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Engineering an efficient and enantioselective enzyme for the Morita–Baylis–Hillman reaction

Abstract

The combination of computational design and directed evolution could offer a general strategy to create enzymes with new functions. So far, this approach has delivered enzymes for a handful of model reactions. Here we show that new catalytic mechanisms can be engineered into proteins to accelerate more challenging chemical transformations. Evolutionary optimization of a primitive design afforded an efficient and enantioselective enzyme (BH32.14) for the Morita–Baylis–Hillman (MBH) reaction. BH32.14 is suitable for preparative-scale transformations, accepts a broad range of aldehyde and enone coupling partners and is able to promote selective monofunctionalizations of dialdehydes. Crystallographic, biochemical and computational studies reveal that BH32.14 operates via a sophisticated catalytic mechanism comprising a His23 nucleophile paired with a judiciously positioned Arg124. This catalytic arginine shuttles between conformational states to stabilize multiple oxyanion intermediates and serves as a genetically encoded surrogate of privileged bidentate hydrogen-bonding catalysts (for example, thioureas). This study demonstrates that elaborate catalytic devices can be built from scratch to promote demanding multi-step processes not observed in nature.

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Fig. 1: A designed enzyme for the MBH reaction and the development of a dual-function mechanistic inhibitor.
Fig. 2: Characterization of BH32, BH32.14 and selected variants.
Fig. 3: Substrate scope of engineered MBHases.
Fig. 4: Crystal structures of BH32 and BH32.12.
Fig. 5: Proposed catalytic mechanism of an engineered MBHase.

Data availability

Coordinates and structure factors have been deposited in the Protein Data Bank under accession numbers 6Z1K, 7O1D and 6Z1L. Data supporting the findings of this study are available within the paper and its Supplementary Information. Source data are provided with this paper.

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Acknowledgements

We acknowledge the Biotechnology and Biological Sciences Research Council (David Phillips Fellowship BB/M027023/1 to A.P.G.), the European Research Council (ERC Starter Grant no. 757991 to A.P.G.) and the UK Research and Innovation Council (Future Leader Fellowship MR/T041722/1 to S.L.L.). We thank the Faculty of Science and Engineering (University of Manchester) for the award of a Presidential Fellowship to S.L.L. A.E.C. was supported by a BBSRC Industrial CASE PhD studentship (BB/S507040/1) supported by GSK. We are grateful to the Diamond Light Source for time on beamlines i03 and i04 under proposals MX17773–33 and MX17773–74, to the Manchester SYNBIOCHEM Centre (BB/M017702/1), the Future Biomanufacturing Hub (EP/S01778X/1) and the Henry Royce Institute for Advanced Materials (funded through EPSRC grants nos. EP/R00661X/1, EP/S019367/1, EP/P025021/1 and EP/P025498/1) for access to their facilities, and to M. Dunstan (Manchester Institute of Biotechnology) for guidance on automating directed evolution workflows. We thank R. Spiess and R. Sung (Manchester Institute of Biotechnology) for acquiring protein mass spectra and for assistance with HPLC method development, and Reach Separations (Nottingham) for supplying individual enantiomers of MBH adduct 3. We acknowledge assistance given by IT Services and use of the Computational Shared Facility at the University of Manchester.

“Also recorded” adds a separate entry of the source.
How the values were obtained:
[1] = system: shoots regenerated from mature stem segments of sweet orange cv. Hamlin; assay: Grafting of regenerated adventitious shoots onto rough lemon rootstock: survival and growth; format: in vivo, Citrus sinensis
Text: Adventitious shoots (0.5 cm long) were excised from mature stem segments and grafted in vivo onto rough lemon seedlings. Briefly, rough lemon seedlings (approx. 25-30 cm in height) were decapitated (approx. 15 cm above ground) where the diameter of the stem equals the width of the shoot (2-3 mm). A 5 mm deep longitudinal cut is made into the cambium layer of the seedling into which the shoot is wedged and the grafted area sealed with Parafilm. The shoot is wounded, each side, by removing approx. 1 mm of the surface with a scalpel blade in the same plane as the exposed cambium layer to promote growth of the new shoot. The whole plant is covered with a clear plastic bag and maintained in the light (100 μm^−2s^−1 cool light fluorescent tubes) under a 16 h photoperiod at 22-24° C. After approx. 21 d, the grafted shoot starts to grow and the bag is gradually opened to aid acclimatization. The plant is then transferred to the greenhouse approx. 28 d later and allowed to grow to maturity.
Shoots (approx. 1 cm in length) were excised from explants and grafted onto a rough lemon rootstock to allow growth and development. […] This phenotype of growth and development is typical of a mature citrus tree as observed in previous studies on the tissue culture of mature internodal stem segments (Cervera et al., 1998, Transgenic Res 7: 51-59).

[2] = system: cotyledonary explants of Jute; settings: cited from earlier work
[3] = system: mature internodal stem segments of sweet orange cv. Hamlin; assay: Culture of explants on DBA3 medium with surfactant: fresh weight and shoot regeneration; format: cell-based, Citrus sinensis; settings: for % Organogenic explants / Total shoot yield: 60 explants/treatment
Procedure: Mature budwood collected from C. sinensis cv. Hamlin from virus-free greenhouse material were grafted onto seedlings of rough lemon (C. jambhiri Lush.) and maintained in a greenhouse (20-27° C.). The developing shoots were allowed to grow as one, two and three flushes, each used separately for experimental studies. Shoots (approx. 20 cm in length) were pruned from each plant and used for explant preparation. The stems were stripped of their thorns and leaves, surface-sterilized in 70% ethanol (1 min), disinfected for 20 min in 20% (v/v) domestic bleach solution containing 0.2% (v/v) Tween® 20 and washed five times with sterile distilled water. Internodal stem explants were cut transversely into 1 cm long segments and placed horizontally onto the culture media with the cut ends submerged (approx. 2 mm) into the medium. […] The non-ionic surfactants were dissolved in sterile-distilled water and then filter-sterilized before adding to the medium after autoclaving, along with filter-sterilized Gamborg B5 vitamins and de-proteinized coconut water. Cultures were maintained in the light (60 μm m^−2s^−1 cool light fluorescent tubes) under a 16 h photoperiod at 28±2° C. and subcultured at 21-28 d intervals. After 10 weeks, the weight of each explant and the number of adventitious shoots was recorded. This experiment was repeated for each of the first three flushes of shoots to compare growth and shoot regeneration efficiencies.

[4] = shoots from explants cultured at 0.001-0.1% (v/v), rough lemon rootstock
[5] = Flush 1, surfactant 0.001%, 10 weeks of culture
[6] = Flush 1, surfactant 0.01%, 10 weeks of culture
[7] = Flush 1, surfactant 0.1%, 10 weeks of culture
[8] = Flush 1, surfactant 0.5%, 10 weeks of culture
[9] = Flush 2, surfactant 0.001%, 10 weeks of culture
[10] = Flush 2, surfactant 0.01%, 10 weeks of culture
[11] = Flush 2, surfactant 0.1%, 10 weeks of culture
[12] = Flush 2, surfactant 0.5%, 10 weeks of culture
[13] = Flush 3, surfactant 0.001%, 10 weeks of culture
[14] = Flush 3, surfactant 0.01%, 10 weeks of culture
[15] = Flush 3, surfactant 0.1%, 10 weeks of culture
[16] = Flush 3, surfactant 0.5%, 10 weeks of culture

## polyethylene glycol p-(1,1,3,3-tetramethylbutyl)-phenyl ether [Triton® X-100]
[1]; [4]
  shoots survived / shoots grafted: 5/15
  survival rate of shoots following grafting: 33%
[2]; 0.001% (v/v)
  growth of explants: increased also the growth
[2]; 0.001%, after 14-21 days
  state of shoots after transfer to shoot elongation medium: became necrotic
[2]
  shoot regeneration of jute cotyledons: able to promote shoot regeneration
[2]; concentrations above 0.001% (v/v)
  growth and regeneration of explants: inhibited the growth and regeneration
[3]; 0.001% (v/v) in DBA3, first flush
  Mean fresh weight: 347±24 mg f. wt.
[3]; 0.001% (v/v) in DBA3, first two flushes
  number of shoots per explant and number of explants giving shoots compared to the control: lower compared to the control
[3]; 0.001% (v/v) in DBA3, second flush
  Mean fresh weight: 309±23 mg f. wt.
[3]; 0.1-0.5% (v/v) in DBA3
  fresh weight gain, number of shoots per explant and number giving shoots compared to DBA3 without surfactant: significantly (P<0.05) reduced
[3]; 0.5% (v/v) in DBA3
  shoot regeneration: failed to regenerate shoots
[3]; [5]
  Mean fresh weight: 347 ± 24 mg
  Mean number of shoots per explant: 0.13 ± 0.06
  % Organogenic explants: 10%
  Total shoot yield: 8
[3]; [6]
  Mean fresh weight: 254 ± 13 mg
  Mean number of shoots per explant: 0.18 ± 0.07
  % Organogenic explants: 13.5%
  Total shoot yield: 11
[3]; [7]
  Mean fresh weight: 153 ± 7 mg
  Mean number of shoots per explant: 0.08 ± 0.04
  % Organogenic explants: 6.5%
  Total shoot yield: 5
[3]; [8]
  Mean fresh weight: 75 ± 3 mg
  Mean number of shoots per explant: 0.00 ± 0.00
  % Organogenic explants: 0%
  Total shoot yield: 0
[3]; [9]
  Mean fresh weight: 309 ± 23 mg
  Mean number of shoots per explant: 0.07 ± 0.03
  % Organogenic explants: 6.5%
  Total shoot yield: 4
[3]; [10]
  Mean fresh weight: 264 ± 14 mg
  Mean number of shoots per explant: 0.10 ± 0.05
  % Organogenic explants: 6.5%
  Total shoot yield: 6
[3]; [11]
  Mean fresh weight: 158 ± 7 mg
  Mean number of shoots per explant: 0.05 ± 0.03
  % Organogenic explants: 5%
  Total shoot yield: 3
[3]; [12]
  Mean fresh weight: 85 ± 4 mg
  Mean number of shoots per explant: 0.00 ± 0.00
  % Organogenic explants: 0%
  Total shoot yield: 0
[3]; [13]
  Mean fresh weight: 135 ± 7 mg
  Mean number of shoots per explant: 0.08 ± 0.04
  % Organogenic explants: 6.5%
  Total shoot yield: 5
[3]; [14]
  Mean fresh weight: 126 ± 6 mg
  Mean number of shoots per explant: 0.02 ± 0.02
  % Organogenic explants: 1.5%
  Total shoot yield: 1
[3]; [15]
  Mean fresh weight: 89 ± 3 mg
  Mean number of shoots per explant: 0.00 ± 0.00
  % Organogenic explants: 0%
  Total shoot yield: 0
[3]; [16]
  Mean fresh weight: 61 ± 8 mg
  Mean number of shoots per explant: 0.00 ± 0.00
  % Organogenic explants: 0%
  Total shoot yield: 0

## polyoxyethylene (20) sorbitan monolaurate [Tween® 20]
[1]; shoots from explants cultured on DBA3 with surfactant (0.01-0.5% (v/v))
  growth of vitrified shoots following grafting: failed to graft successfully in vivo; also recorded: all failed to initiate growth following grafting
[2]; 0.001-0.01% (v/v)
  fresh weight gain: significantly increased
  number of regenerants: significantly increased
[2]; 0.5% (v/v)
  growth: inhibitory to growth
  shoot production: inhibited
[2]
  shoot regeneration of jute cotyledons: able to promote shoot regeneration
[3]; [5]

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Authors and Affiliations

Authors

Contributions

R.C. carried out molecular biology, protein production, purification, crystallization and kinetic characterization, and directed evolution experiments. A.E.C. and R.C. carried out organic synthesis and substrate profiling of the BH32 variants. R.C., A.J.B. and A.E.C. developed spectrophotometric assays and performed enzyme-inhibition experiments. L.J. and S.H. carried out molecular-docking and DFT calculations. S.H. interpreted and analysed kinetic data. C.L. interpreted, analysed and presented structural data. D.B. provided the BH32 design model. All authors discussed the results and participated in writing the manuscript. A.P.G. and S.L.L. directed the research.

Corresponding authors

Correspondence to Sarah L. Lovelock or Anthony P. Green.

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Competing interests

The authors declare no competing interests.

Additional information

Peer review information Nature Chemistry thanks Andrew Buller, Elaine O’Reilly and the other, anonymous, reviewer(s) for their contribution to the peer review of this work.

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Supplementary information

Supplementary Information

Supplementary Figs. 1–13, Tables 1–9, DNA and protein sequences, Cartesian coordinates for energy-minimized cluster models.

Supplementary Data 1

Source data for Supplementary Figs. 2, 5, 6, 11 and 13.

Supplementary Data 2

Raw NMR data for Supplementary Fig. 4a.

Supplementary Data 3

Raw NMR data for Supplementary Fig. 4b.

Source data

Source Data Fig. 1

Raw data supporting the main text and Fig. 1b.

Source Data Fig. 2

Raw data supporting the main text and Figs. 2b, 2c and 2d.

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Crawshaw, R., Crossley, A.E., Johannissen, L. et al. Engineering an efficient and enantioselective enzyme for the Morita–Baylis–Hillman reaction. Nat. Chem. 14, 313–320 (2022). https://doi.org/10.1038/s41557-021-00833-9

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